“Hey doc! I got an ear infection and my sinuses hurt. Give me some antibiotics,” said Joe public. Now, the sadly reality is that this isn’t too far from the truth. Dr. Fuhrman explains:
Many patients don't think a doctor is doing his job if he doesn't prescribe antibiotics or other medication. If he doesn't prescribe the medication they want, some patients actually will look for another doctor who will.
If I was a doctor, this little scenario would—quite frankly—piss me off, but, since big pharma has made most Americas pill-starved hypochondriacs, what can you except? More from Dr. Fuhrman:
Drug companies are a big part of this problem. They promote the use of their products through widespread advertising and the practice of giving free samples of the more potent, broad-spectrum antibiotics to doctors.
Most doctors perpetuate this problem because they give in to the pressure to prescribe antibiotics. They like to appear that they are offering an important and necessary service by writing prescriptions.
The scary part is, any self-respecting doctor will tell you antibiotics are useful, but, our overuse of antibiotics is making them less and less effective. Here Dr. Fuhrman talks about when antibiotics should be used:
Antibiotics are the appropriate treatment for severe bacterial infections. These infections include cellulitis, Lyme disease, pneumonia, joint infections, cat bites, meningitis, and bronchitis in a long-term smoker. Bronchitis in a non-smoker is just a bad cold. Almost every viral syndrome involves the bronchial tree and sinuses. The presence of yellow, brown, or green mucus does not indicate the need for an antibiotic.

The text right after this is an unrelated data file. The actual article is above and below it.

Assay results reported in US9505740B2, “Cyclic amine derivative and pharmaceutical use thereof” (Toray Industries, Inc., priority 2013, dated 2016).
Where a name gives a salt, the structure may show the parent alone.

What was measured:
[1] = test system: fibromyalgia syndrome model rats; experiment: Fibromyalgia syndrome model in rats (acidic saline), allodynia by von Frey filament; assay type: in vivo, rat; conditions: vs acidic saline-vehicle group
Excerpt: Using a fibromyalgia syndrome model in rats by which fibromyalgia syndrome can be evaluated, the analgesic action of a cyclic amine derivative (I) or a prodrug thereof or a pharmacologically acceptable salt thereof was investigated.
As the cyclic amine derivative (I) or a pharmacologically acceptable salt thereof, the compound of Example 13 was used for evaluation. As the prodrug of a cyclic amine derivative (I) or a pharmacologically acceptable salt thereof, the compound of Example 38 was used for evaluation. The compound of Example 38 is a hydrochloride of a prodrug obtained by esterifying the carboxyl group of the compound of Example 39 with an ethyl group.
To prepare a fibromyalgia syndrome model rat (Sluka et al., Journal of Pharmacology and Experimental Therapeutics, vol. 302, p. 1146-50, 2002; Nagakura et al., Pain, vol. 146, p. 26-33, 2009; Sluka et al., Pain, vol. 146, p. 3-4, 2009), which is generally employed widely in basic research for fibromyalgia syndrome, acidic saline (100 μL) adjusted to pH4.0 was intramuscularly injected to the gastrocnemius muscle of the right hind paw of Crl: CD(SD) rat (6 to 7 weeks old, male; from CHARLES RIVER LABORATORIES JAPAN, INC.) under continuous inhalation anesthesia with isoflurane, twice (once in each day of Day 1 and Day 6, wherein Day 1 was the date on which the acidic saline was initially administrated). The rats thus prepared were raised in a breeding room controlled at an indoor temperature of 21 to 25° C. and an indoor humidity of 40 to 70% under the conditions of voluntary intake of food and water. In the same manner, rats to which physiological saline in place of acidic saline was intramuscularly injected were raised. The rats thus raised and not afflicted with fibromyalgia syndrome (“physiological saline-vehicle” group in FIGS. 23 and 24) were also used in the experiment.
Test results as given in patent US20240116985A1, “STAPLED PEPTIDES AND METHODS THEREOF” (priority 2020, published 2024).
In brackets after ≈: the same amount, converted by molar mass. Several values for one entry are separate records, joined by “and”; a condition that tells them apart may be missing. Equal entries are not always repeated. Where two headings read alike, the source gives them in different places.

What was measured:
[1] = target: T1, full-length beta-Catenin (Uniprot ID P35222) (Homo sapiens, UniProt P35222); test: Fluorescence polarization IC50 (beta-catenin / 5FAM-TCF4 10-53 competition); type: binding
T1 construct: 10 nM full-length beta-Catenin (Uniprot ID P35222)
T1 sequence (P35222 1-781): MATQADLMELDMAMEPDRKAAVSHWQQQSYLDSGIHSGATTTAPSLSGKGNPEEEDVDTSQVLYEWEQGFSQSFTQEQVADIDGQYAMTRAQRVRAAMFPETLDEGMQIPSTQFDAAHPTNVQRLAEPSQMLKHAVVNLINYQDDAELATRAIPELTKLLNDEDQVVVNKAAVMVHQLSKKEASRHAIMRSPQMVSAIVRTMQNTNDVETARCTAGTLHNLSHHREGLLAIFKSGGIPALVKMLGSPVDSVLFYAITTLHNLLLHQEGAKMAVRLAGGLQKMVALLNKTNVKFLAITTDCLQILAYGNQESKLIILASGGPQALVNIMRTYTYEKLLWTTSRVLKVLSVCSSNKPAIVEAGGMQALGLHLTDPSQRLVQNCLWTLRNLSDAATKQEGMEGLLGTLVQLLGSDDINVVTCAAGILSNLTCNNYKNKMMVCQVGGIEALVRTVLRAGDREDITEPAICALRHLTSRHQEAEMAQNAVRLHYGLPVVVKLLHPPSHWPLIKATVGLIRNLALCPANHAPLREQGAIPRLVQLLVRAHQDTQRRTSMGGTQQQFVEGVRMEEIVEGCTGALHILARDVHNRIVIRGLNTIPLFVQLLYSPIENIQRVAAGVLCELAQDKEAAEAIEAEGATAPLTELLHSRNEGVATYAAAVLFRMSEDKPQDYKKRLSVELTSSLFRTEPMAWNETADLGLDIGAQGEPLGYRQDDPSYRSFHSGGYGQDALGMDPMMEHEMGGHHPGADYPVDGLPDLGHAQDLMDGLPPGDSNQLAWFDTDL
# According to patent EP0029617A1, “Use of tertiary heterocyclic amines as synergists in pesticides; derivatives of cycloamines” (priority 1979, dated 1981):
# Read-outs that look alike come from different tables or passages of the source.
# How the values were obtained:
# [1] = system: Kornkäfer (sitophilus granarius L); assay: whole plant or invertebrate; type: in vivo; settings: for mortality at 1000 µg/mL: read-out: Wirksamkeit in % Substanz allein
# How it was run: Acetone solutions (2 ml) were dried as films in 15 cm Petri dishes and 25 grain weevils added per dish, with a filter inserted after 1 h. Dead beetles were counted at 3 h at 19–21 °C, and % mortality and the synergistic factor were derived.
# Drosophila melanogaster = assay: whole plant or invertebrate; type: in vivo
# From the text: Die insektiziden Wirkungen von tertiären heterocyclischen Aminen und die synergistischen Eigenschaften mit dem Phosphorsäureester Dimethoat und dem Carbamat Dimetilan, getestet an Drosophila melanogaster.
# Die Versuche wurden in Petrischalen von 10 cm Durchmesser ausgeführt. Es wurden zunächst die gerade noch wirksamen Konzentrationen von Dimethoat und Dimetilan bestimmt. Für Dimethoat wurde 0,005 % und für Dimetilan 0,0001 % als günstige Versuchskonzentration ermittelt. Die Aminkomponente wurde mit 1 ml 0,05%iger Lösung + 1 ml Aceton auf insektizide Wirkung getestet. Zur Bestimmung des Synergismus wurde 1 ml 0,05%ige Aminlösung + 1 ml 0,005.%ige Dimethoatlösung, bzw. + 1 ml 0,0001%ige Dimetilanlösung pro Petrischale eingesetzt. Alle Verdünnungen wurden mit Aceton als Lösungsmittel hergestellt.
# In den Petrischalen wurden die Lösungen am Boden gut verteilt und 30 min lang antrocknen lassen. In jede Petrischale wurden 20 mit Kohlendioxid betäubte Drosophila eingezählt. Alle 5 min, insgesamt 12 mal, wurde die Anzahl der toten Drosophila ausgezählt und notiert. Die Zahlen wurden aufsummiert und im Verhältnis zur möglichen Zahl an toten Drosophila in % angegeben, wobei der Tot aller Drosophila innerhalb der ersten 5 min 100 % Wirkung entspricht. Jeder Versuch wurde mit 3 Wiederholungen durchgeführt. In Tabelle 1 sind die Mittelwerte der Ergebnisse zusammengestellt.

So, with all this being said. What about sinus infections? Should physicians treat sinus infections with antibiotics? This blurb from Dr. Fuhrman will clear things up—no pun intended—take a look:
Sinusitis is not an appropriate diagnosis for the routine use of an antibiotic. Antibiotics should be reserved for the more serious sinus infections that show evidence of persistent symptoms lasting more than a week, such as continual fever and headache that accompanies facial pain and facial tenderness.
And let’s not forget, recent research already has determined that prescribing antibiotics is not always a good idea when treating sinus infections
. The Associated Press
The researchers say the findings are troubling because overuse of antibiotics is leading to more virulent and even drug-resistent bacteria. Their concerns echo those of doctors who've studied the effectiveness of antibiotics on ear infections.
"We don't want to be using up our antibiotics on these people," said Dr. Don Leopold, chair of the University of Nebraska Medical Center's Department of Otolaryngology who worked on the sinus study.
The study, which appears in the March issue of the Archives of Otolaryngology, looked at two national surveys of patient data from 1999 to 2002. They showed 14.28 million doctor visits were for diagnosed chronic rhinosinusitis and another 3.12 million for acute rhinosinusitis.